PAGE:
Archive for the ‘Parker's Mouth’ Category


Sunday, November 29th, 2009

My Aunt Mamie died on Thanksgiving morning. She was 96. I wasn’t the best niece to her, and unlike my sisters, I rarely visited her in the nursing home. I also failed to make it to her funeral yesterday, so in an effort to do right by her for once in my life, I’m dedicating this post to her memory.

Although Aunt Mamie never had any of her own, she loved babies. Loved them, I say. If you merely showed her a photo of one, she’d immediately begin proclaiming her love to the pictured tyke and wouldn’t stop until she’d said, “God love your little heart,” and “I want to just eat you up,” a dozen or so times. But, oh man, if you showed her a real, live baby? And if you asked her to hold said real, live baby? Step back and watch the true love fest begin. Here’s Aunt Mamie with a four-week-old P.


Massage My What?

Tuesday, May 19th, 2009

I’m generally an anxious, high-strung person, so the idea of getting a great massage has always appealed to me.  Unfortunately, I’m way too cheap to pay more than $20 for one, so it’s likely no coincidence that all my massage experiences have left me even more tense than I was before I went in.  My first massage was at the famed Hotel Gellert in Budapest.  It cost $3.50 and involved me being forced to first take a cold shower and to then soak buck naked in a steaming “thermal bath” with 20 buck naked, elderly Hungarian women.  When I was finally ushered to the massage room, I was placed, still buck naked, on a long metal table, where I was hosed down by one husky woman while a second scrubbed me with a bar of soap that smelled a lot like Lifeboy.



Monday, February 16th, 2009

Forgive the telegraphic nature of this post.  It’s 3:30 am and all four of us are wide awake.  P is in bed eating from a box of cereal proclaiming it to be the “bestest Chinese cereal in the world.”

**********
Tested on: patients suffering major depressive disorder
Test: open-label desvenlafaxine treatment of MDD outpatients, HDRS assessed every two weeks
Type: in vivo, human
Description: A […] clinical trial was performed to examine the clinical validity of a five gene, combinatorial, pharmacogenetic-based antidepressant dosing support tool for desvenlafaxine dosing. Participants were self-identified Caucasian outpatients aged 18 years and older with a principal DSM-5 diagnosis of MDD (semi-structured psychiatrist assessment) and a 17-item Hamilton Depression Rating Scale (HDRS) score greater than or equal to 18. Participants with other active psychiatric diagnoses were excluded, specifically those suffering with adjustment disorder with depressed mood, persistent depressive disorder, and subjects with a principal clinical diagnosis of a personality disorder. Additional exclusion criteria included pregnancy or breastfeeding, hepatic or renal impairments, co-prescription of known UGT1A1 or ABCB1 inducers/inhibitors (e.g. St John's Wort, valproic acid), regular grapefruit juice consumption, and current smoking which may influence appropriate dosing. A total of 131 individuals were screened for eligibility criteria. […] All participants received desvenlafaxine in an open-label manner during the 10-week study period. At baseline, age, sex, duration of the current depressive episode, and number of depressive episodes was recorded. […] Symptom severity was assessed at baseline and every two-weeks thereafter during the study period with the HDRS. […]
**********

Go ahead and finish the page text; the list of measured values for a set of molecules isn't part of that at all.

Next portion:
The Tao of Snow Angel Making.

Sunday, February 1st, 2009

We don’t get a lot of snow here, so the last time P saw any was over a year ago in Boston.  She hated it.  In fact, she refused to let any part of her body, including her feet, make contact with it and she kept pleading with me to “bring back the grass.”  At some point in the last year, likely thanks to all her TV friends and their modeling of snow love, P decided to give the white stuff a second chance.



Monday, January 26th, 2009

I’ve always had a healthy respect for tornadoes and I understood at a young age that people took them very seriously.  I grew up in a tornado-prone part of the country and have a number of very vivid childhood memories related to tornadoes.  For instance, I remember  my paternal grandmother once standing in the middle of the living room waving her hands in the air as she spoke in tongues, presumably asking God to redirect the storm headed toward us.  I also remember the sound of the tornado siren in grammar school and how my teacher would lead us  into the hallway where we would crouch down facing the wall with our arms crossed over the tops of our heads as we sang songs about Jesus.  I suppose all this tornado-induced pleading with heaven quickly taught me to fear the long, single siren.